Last year some supporters of the charter school movement in Texas embarked on their most ambitious effort yet, seeking to transform the Dallas public school system, the state’s second-largest, into a home-rule district.
Meeting that goal would mean all 220 DISD campuses would be charter schools, with a new administrative structure basically free of many state laws that govern traditional public schools.
Under a 1995 state law permitting creation of home-rule districts, a grassroots organization called Support Our Public Schools initiated the required petition process and quickly secured almost twice the 25,000 signatures needed to force the board of trustees to name a commission to draw up a charter.
The movement seemed to be on a fast track, despite early opposition, and for a while it appeared DISD would be headed toward an election on the issue once the 15-member commission had submitted a home-rule charter.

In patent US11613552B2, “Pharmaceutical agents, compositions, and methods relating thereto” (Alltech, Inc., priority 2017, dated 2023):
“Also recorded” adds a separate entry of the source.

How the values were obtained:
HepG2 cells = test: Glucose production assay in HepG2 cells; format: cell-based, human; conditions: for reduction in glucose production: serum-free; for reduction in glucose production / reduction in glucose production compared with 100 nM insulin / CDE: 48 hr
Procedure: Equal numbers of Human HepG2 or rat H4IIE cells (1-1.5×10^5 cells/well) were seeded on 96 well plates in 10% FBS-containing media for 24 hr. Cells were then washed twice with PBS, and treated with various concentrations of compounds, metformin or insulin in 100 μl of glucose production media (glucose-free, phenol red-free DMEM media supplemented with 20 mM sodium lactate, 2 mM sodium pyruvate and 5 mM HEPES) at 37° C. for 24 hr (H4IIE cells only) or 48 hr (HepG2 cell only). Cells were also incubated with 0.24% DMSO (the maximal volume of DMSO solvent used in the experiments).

Sign Up and Save
Get six months of free digital access to the Star-Telegram
This week that commission applied the brakes to the proposal, voting 10-5 not to write a charter, according to The Dallas Morning News.
That decision ends what has been a very divisive issue in the Dallas district. DISD has been plagued for years with infighting and community unrest.
Had the home-rule proposal proceeded to a districtwide vote, dissension would have continued, although many predicted the proposal would have failed.
State law requires that the charter election must have the approval of 25 percent of the district’s registered voters. The Morning News points out that trustee elections normally draw between 5 percent and 10 percent of voters.
The commission, which did considerable work and held numerous public hearings, plans to continue working and make recommendations to the DISD board.
That means the process may turn out to be a productive one for a district and its more than 157,000 students. DISD needs all the help it can get.
Some charter supporters are vowing to return to the Legislature for amendments to the law making it easier to create home-rule districts.
Voters must still decide how their schools are governed.